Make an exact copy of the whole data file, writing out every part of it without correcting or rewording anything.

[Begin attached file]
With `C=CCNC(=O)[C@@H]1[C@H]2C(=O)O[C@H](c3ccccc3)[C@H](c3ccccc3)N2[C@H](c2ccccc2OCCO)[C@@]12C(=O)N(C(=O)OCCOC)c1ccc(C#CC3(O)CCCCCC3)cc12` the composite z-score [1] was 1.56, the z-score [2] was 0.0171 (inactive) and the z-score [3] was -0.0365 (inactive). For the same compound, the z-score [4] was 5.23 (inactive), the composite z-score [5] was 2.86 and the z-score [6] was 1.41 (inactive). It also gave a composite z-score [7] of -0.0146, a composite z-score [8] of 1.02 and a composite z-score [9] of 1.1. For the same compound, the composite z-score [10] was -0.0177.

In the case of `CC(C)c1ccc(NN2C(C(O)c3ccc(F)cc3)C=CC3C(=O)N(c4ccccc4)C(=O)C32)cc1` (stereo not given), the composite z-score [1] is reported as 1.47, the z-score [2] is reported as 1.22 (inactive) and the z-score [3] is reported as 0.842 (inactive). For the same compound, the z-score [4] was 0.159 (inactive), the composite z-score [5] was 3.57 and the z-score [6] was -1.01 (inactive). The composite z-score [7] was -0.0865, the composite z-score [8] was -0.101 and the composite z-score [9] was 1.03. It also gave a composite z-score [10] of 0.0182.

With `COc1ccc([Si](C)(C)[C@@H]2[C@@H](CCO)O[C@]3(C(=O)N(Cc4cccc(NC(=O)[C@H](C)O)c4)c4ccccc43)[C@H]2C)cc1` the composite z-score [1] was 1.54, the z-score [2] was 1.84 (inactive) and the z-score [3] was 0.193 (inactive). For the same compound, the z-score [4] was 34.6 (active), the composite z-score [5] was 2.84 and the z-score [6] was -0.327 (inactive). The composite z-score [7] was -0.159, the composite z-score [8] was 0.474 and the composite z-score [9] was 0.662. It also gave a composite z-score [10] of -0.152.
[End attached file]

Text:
With `C=CCNC(=O)[C@@H]1[C@H]2C(=O)O[C@H](c3ccccc3)[C@H](c3ccccc3)N2[C@H](c2ccccc2OCCO)[C@@]12C(=O)N(C(=O)OCCOC)c1ccc(C#CC3(O)CCCCCC3)cc12` the composite z-score [1] was 1.56, the z-score [2] was 0.0171 (inactive) and the z-score [3] was -0.0365 (inactive). For the same compound, the z-score [4] was 5.23 (inactive), the composite z-score [5] was 2.86 and the z-score [6] was 1.41 (inactive). It also gave a composite z-score [7] of -0.0146, a composite z-score [8] of 1.02 and a composite z-score [9] of 1.1. For the same compound, the composite z-score [10] was -0.0177.

In the case of `CC(C)c1ccc(NN2C(C(O)c3ccc(F)cc3)C=CC3C(=O)N(c4ccccc4)C(=O)C32)cc1` (stereo not given), the composite z-score [1] is reported as 1.47, the z-score [2] is reported as 1.22 (inactive) and the z-score [3] is reported as 0.842 (inactive). For the same compound, the z-score [4] was 0.159 (inactive), the composite z-score [5] was 3.57 and the z-score [6] was -1.01 (inactive). The composite z-score [7] was -0.0865, the composite z-score [8] was -0.101 and the composite z-score [9] was 1.03. It also gave a composite z-score [10] of 0.0182.

With `COc1ccc([Si](C)(C)[C@@H]2[C@@H](CCO)O[C@]3(C(=O)N(Cc4cccc(NC(=O)[C@H](C)O)c4)c4ccccc43)[C@H]2C)cc1` the composite z-score [1] was 1.54, the z-score [2] was 1.84 (inactive) and the z-score [3] was 0.193 (inactive). For the same compound, the z-score [4] was 34.6 (active), the composite z-score [5] was 2.84 and the z-score [6] was -0.327 (inactive). The composite z-score [7] was -0.159, the composite z-score [8] was 0.474 and the composite z-score [9] was 0.662. It also gave a composite z-score [10] of -0.152.